But while many of us can accept that queer people are more likely to stay friends with their exes, I’ve definitely met queer people who stay friends with their exes when they’d probably fare better cutting them off because of cheating, verbal abuse, or other forms of mistreatment. Nathan Serrato, another queer relationship coach, told me that when you’re considering whether or not it’s worth fostering a friendship with an ex, it’s best to keep it simple.

“If it’s a relationship you value in your life, keep it. If it hurts you more than it adds value, then stay away from it,” Serrato said. “At the end of the day, both parties have to be willing and ready to have that friendship.”

Serrato says that if you’re not sure whether or not you and your ex are going to end up as friends, you should give it some time and distance. If you got out of a relationship relatively recently, emotions are probably still running high and it might be too soon to be able to tell if it’s something you want. 

“Decisiveness is really important to have. Like, you’re either friends or you’re not,” Serrato tells me. “With my ex, we made it very clear we’re not going to be romantic partners, but that we wanted to be friends. Decisiveness and space, I think, are really helpful for those who want to have that friendship with their exes.”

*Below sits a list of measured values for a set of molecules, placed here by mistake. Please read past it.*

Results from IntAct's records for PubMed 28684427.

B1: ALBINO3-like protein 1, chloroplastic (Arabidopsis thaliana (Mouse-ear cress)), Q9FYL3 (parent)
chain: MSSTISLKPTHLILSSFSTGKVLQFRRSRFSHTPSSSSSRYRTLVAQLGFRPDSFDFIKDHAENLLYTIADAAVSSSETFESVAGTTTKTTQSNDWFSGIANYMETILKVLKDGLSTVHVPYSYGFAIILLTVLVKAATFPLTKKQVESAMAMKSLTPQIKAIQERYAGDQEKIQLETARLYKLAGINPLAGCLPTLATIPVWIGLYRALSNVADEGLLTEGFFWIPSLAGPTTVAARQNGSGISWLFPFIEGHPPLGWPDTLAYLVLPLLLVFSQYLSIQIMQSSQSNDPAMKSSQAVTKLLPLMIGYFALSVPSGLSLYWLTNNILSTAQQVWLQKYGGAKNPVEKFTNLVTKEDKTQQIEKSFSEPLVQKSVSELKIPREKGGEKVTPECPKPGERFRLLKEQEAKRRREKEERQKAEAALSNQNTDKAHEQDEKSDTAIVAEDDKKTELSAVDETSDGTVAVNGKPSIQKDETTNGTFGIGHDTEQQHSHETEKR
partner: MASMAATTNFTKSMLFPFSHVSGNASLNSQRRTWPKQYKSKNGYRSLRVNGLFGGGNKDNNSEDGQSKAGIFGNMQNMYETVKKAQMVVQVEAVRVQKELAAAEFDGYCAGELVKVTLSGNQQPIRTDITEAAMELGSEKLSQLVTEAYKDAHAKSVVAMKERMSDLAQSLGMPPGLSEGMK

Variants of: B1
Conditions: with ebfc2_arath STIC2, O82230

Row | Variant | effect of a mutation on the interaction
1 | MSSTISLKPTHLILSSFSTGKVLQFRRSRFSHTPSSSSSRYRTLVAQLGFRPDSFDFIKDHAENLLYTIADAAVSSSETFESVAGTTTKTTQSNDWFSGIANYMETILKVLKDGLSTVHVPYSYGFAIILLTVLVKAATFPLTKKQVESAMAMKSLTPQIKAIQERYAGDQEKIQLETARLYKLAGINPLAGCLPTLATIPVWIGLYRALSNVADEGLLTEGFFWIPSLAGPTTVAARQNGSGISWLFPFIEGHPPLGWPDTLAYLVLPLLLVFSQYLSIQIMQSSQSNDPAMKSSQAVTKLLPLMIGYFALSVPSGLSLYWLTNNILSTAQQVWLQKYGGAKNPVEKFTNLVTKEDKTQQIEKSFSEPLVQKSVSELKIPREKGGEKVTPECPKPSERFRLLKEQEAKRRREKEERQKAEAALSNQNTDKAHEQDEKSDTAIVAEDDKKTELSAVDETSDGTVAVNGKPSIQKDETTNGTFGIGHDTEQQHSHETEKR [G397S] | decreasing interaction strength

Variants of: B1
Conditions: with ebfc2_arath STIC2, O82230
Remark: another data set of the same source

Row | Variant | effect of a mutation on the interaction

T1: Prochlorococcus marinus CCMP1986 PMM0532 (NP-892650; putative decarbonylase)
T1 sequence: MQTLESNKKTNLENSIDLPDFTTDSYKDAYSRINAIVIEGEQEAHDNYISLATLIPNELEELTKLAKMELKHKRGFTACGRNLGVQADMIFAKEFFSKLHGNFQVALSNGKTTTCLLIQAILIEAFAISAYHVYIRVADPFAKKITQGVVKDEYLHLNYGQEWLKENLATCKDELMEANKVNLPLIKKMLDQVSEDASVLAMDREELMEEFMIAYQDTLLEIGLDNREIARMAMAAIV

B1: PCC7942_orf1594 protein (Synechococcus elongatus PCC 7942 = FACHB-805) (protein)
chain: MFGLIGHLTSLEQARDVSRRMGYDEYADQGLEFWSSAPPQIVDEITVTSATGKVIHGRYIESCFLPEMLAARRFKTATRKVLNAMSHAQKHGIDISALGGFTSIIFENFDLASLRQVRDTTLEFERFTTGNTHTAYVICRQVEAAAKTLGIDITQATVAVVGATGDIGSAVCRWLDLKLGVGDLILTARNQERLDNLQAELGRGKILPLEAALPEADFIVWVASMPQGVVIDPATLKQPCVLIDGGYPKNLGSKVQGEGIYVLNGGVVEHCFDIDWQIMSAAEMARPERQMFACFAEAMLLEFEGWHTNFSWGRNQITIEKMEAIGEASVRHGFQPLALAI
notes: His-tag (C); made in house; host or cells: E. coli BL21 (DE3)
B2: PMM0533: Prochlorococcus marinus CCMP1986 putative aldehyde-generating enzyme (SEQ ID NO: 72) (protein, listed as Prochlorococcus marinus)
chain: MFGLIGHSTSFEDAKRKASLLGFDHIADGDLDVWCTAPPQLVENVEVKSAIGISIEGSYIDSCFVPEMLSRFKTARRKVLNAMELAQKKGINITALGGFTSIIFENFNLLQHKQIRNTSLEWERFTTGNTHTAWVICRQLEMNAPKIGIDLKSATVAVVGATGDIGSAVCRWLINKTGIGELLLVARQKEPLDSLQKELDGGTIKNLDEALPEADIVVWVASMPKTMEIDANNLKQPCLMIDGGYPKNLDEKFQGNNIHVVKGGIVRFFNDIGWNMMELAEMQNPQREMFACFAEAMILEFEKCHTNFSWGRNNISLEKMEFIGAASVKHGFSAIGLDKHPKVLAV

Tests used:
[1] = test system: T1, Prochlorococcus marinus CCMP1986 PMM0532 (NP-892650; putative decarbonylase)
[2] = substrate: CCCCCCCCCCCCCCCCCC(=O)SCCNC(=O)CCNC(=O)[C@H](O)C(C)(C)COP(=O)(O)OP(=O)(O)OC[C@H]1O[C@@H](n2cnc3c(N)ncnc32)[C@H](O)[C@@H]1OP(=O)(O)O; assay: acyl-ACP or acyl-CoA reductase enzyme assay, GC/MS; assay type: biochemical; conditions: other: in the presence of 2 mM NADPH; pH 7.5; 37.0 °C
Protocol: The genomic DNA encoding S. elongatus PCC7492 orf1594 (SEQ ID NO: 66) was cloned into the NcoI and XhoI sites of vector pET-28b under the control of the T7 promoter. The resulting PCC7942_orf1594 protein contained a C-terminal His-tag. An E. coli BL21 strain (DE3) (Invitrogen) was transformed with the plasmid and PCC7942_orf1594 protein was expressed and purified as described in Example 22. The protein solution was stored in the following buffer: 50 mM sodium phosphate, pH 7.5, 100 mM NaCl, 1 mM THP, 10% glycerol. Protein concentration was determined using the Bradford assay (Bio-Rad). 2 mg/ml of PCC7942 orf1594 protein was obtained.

I was with Ashton for two and a half years, and we broke up two and a half years ago; in many ways, he was my first real, healthy, queer relationship. I would argue that we’ve gotten closer in the past three months than we ever were during the time we were dating. I think it’s because we have fewer expectations of each other and are able to fully understand and appreciate each other with more clarity. The hurt that we once caused each other makes more sense now: It’s not that we didn’t love each other, but that we were simply perpetuating harmful patterns and projecting our own insecurities throughout our relationship.

When I asked Ashton what he would tell other queer people who are rekindling a friendship with their ex, he told me that showing up authentically has been important for him. “For me, it was just, ‘I’m going to show up for Ian in the way that he needs me to show up for him and I’m going to love him regardless,’ so there was no ulterior motive,” he tells me. “If you can operate from that point of view, then I think you can have a friendship with your ex.”

I am so grateful for all my exes, but even more grateful for the exes that I still share deep and genuine friendship with. To me, it’s evidence of our capacity to love without conditions, and evidence that in the queer community, romantic love doesn’t have to be more important than friendship. Still, it’s also important that we’re honest with ourselves about whether or not we’re ready to be friends with our exes. If it feels too complicated or emotional, it’s absolutely ok to not want to be friends with your ex. 

Overall, I’m definitely into being friends with an ex, as long as there is effort put on both sides. Our exes aren’t just exes: They’re people who know us on a level that most people never will, and that can be a gift if we choose to see it that way.♦